Published February 12, 2009
GAINESVILLE, Ga. (BP) — These days some economic experts appear to have started believing financial concepts that sound vaguely familiar – perhaps even biblical.
Turbulent times call for God’s stability, so I’ve put together a sampling of Scriptures that are important for us to survive economic hard times.
If you’re a Christian and you haven’t been following God’s biblical financial principles, isn’t it time that you did? After all, “Who you gonna believe,” bankrupted businesses and folded financial institutions – or God?
Christian commitment involves stewardship (management) of time, talent, and money. Jesus spoke about commitment and gave us a clear outward indicator of our inward commitment: “Where your treasure is, there your heart will be also” (Mt 6:21).
Treasure refers to the way we use money and possessions and reflects spiritual truth in a material way. It is the same as the sowing-reaping principle that the Apostle Paul uses when he says: “Remember this: the person who sows sparingly will also reap sparingly, and the person who sows generously will also reap generously” (2 Cor. 9:6).
Talent speaks of intelligence and natural gifts. Christians often waste their intellect and abilities by the pursuit of material success. Success is not a bad word, as long as it’s a byproduct of a life dedicated to serving God.
Time is that “everyone has 24 hours in a day” thing. If Christians would honestly assess their available “net-time” (not including sleeping, eating, and so forth) as 100 percent, what percentage would be spent in the first priority of seeking God?
Choosing which master to follow is a decision each of us must make every day. Are you committed to weigh every decision against God’s Word and follow the path He requires of you?
Contentment is an attitude. Some people seem to have no regard for material possessions. Others drive automobiles that cost more than some houses.
Many have suddenly discovered that abundance doesn’t guarantee contentment – it’s a matter of attitude. Poverty also doesn’t eliminate the possibility of being content.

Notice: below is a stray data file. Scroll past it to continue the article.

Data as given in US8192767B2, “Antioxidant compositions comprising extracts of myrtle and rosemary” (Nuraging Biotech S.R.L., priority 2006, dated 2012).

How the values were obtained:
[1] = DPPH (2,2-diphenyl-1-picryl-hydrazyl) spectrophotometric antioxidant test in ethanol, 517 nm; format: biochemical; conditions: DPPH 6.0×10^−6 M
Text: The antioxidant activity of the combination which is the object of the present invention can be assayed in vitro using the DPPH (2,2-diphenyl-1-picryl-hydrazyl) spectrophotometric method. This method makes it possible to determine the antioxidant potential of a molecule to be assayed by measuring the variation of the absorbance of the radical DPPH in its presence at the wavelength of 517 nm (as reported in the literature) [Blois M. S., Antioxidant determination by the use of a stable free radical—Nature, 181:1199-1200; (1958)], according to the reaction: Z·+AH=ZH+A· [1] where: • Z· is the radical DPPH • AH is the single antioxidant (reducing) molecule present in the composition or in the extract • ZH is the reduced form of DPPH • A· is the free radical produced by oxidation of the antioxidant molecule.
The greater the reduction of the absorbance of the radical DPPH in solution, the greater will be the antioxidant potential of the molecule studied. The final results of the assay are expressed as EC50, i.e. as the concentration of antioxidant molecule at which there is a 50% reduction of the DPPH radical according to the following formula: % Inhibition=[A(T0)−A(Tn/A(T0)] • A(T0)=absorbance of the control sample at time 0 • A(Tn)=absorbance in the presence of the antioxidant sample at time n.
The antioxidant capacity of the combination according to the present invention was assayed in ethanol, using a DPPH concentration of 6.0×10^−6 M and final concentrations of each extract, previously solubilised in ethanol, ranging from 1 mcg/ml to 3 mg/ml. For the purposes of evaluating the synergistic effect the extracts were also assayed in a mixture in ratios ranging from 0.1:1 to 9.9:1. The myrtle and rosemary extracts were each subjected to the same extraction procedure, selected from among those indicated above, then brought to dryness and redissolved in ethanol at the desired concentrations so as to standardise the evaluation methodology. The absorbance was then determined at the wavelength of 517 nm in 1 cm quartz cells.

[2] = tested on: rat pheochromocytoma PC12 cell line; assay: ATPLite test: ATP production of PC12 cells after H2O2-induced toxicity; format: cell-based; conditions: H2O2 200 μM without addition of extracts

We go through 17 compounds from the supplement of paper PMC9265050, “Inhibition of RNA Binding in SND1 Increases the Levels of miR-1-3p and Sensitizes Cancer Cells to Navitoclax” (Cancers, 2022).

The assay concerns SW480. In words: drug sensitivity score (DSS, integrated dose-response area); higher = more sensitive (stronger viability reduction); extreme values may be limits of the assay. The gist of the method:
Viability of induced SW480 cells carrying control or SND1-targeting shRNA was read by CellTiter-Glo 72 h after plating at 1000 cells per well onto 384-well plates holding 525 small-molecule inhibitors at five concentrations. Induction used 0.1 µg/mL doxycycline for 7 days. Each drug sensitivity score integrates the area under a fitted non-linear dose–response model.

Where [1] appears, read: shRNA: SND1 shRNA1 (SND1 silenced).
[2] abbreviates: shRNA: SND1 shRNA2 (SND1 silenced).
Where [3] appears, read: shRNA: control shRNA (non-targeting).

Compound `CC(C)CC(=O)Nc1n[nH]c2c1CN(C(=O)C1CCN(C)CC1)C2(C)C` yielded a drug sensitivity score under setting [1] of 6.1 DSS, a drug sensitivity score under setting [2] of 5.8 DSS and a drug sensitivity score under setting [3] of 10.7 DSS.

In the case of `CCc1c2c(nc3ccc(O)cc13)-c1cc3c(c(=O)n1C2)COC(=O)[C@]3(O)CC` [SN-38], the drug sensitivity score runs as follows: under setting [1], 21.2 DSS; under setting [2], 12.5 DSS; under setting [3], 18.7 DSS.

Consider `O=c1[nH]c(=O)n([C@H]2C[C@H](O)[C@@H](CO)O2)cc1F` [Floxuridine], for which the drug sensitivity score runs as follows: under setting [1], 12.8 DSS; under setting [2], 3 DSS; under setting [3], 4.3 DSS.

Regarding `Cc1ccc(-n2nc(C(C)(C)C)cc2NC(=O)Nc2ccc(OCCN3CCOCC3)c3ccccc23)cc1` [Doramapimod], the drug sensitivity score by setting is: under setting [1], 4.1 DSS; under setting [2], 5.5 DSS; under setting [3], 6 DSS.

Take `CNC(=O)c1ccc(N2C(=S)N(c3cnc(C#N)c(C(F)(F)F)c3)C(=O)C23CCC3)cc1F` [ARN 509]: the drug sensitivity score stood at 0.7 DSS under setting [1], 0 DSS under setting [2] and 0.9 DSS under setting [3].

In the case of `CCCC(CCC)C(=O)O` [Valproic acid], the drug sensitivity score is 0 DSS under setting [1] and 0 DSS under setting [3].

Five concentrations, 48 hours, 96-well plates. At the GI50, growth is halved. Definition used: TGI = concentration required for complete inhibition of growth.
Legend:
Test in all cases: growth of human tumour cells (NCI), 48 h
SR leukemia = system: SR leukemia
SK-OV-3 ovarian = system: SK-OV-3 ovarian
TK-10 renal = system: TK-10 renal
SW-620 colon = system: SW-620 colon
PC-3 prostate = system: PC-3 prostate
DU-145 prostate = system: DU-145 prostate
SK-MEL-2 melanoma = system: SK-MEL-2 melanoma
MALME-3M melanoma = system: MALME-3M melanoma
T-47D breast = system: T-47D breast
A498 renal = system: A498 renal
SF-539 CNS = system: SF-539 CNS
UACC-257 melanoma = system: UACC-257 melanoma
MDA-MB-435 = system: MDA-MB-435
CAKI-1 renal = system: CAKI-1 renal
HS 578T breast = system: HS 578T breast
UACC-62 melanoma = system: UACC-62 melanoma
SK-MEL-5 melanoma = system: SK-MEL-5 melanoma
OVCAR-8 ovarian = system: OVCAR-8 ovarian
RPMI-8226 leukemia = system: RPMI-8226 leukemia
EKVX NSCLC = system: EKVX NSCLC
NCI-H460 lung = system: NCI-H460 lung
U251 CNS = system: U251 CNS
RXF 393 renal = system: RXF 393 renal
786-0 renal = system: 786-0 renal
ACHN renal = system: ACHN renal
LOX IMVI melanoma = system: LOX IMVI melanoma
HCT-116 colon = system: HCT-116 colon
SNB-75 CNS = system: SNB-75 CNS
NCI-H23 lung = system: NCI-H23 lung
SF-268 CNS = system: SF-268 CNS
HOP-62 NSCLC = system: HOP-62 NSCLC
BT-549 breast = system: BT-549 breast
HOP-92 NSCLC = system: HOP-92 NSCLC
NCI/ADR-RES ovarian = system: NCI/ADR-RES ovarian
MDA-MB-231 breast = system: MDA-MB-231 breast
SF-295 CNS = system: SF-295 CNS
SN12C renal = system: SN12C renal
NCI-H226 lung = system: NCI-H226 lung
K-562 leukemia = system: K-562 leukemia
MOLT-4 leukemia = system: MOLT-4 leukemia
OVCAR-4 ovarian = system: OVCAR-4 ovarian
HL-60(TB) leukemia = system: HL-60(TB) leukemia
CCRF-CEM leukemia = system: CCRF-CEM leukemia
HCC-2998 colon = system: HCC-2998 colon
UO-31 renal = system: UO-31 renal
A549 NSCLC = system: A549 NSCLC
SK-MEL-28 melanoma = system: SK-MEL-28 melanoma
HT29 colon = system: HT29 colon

True contentment requires establishing some basic guidelines:
· Have a reasonable standard of living. Just because God provides a surplus doesn’t mean you must spend it or use it any way you choose.
· Have a habit of giving. In God’s economy, He has arranged a system Christians need to practice. Paul explained it like this: “At the present time your surplus is [available] for their need, so that their abundance may also become [available] for your need, that there may be equality. As it has been written: ‘The person who gathered much did not have too much, and the person who gathered little did not have too little’” (2 Cor. 8:14-15).
· Have priorities. Many Christians are discontented because others are doing better. “Your life should be free from the love of money. Be satisfied with what you have, for He Himself has said, ‘I will never leave you or forsake you’” (Heb.13:5).
· Have a thankful attitude. It is remarkable that in America we could think God has failed us materially. “If you have bitter envy and selfish ambition in your heart, don’t brag and lie in defiance of the truth.
“Such wisdom does not come down from above, but is earthly, sensual, demonic (Js 3:14-15).
If you have never lived on a budget – never practiced biblical financial planning – then this certainly is the time to do so. Check www.crown.org for help.
You must reject a fearful spirit, because Satan’s tool is the question, “What if?” Don’t be trapped into a fearful spirit or hoarding because of the “what ifs” and uncertainties of the economic future. Stand up to the fear. After all, “I am able to do all things through Christ who strengthens me” (Phil. 4:13).
Seek God’s will for you and trust His promises. “And the peace of God, which surpasses every thought, will guard your hearts and your minds in Christ Jesus” (Phil. 4:7).
No one knows what the economic future holds. However, God’s biblical truth is ideal for the good and not-so-good times.
As Christians we have been given God’s assurance that He will not leave us as orphans. God is our heavenly Father and He never deserts, disappoints or disregards His children. Who you gonna believe?
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